A powerful substance derived from the opium poppy, morphine is one of the oldest, most widely used opiate analgesics. As early as the 1500s, doctors recognized the power of morphine as a pain reliever and as an addictive substance. In the Civil War, the extensive use of morphine to treat pain in injured soldiers resulted in widespread opiate addiction. Today, morphine continues to be prescribed for the treatment of moderate to severe pain. This federally controlled substance is also sold illegally.
Morphine acts on specialized receptor cells in your brain to minimize sensations of pain and create feelings of pleasure and well-being. When taken in large doses, morphine can produce euphoria and deep relaxation. But because morphine is a central nervous system depressant, it can also slow down vital functions like respiration and heart rate, resulting in breathing difficulties, heart failure, coma and death. Morphine addiction treatment can prevent the fatal consequences of abusing this potent opiate drug.
Signs of Morphine Addiction
Morphine has a high abuse potential. Once your brain and body have gotten used to the effects of morphine, you will experience withdrawal symptoms when you try to stop using the drug. According to the U.S. National Library of Medicine, these side effects may range from mild, flu-like symptoms (nausea, chills, runny nose) to severe anxiety, agitation, muscle cramps, vomiting and diarrhea. The following warning signs may indicate that you’ve developed an addiction to morphine:
- A compulsive need to seek and use the drug, in spite of its destructive effects on your body, your personal life, your finances or your career
- Lying, stealing or selling drugs in order to obtain more morphine
- The need to use more morphine (a condition called “tolerance”) to get the same high from the drug
- Severe cravings and withdrawal symptoms when you try to stop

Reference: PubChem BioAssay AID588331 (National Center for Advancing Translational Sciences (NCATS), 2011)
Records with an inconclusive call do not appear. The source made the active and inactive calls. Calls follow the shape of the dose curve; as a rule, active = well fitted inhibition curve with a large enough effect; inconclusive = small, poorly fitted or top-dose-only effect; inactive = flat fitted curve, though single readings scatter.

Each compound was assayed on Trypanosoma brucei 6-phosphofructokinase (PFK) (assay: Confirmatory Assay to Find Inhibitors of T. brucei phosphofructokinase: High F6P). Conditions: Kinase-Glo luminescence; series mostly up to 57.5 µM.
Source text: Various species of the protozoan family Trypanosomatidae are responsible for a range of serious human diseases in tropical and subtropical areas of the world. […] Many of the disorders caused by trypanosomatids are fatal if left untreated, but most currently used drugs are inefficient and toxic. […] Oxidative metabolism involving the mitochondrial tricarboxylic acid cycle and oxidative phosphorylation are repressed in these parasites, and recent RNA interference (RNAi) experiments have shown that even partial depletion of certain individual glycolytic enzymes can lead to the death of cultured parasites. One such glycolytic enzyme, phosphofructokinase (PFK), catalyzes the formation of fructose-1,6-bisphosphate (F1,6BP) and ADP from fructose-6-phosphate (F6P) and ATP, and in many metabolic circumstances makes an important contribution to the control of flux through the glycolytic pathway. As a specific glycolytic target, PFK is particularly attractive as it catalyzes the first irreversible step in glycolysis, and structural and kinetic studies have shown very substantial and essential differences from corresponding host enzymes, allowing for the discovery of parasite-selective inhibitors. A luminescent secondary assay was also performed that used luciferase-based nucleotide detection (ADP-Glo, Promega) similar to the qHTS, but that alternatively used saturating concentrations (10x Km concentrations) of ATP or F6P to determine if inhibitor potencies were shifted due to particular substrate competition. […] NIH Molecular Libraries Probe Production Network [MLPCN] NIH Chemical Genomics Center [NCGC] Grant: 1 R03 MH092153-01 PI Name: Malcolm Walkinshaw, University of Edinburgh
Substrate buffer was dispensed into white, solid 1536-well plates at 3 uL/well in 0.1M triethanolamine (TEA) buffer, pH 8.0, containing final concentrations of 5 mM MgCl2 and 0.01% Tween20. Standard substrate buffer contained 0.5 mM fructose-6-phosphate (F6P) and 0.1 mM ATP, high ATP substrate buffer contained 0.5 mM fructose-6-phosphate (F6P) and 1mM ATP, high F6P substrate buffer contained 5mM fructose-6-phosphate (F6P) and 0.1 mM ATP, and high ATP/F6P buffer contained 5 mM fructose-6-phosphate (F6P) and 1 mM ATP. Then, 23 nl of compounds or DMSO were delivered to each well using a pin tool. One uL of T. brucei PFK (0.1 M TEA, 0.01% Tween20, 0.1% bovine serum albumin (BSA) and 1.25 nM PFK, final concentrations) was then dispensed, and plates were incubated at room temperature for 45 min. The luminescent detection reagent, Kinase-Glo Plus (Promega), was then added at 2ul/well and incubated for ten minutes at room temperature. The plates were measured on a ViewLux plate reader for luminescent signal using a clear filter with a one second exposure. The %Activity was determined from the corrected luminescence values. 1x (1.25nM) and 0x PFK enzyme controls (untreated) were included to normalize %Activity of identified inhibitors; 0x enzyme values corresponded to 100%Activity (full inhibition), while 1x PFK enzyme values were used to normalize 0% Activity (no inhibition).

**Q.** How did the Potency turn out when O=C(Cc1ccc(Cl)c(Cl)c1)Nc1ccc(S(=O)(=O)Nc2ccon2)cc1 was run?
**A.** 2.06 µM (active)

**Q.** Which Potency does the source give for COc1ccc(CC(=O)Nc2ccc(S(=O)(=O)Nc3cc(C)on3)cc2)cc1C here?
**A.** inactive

- Feelings of remorse, guilt or sadness about your drug use
Getting clean from morphine usually isn’t life-threatening, but the experience can be so uncomfortable and unpleasant that many users fail to quit alone. You can dramatically increase your chances of success if you go through addiction treatment in a professional opiate rehabilitation program.
Stages of Detox and Treatment
The first phase of morphine addiction treatment is detox, a process in which the opiates are cleared from your system. When you detox at a professional addiction treatment center, you can receive ongoing clinical supervision as the drugs are cleansed from your body. You may be prescribed one or more of the following medications to help you get through the withdrawal process:
- Clonidine. A drug that reduces symptoms like muscle cramps, anxiety, agitation, restlessness and runny nose.
- Anti-nausea and anti-diarrhea medications. These drugs can help control the gastrointestinal symptoms of morphine withdrawal.
- Methadone. Methadone is an opiate drug that can help block the effects of morphine withdrawal. Methadone may also be used for long-term maintenance to prevent a relapse and help you maintain your recovery after detox.
- Buprenorphine. Sold under the brand names Suboxone and Subutex, buprenorphine is another medication that is becoming a popular alternative to methadone in the long-term treatment of opiate addiction.
Once you’re medically stable and you’ve been through the detox process, the real work of rehabilitation will begin. Intensive residential treatment programs give you the opportunity to recover in comfortable, secure surroundings, where you can focus on the healing process without the triggers and distractions of the outside world. In rehab, you’ll benefit from therapeutic strategies such as:
- Individual psychotherapy
- Behavioral modification therapy
- Couples or family counseling
- Peer group support meetings
- Self-help groups and 12-step programs
- Holistic therapies (massage, yoga, acupuncture, expressive therapy)
- Relapse prevention education
- Aftercare services
- Transitional living programs
From the time you enter detox to the day you finish rehab and move on to aftercare services, a comprehensive addiction treatment program will provide the support you need to maximize your chances of a successful recovery.
Finding a Treatment Program
Since the properties of morphine were discovered, people have known that this opiate can be highly addictive. Our compassionate staff here at Axis understands how hard it is to recover from morphine addiction. Our individually tailored treatment programs will give you the recovery tools you need to overcome addiction and begin rebuilding your life.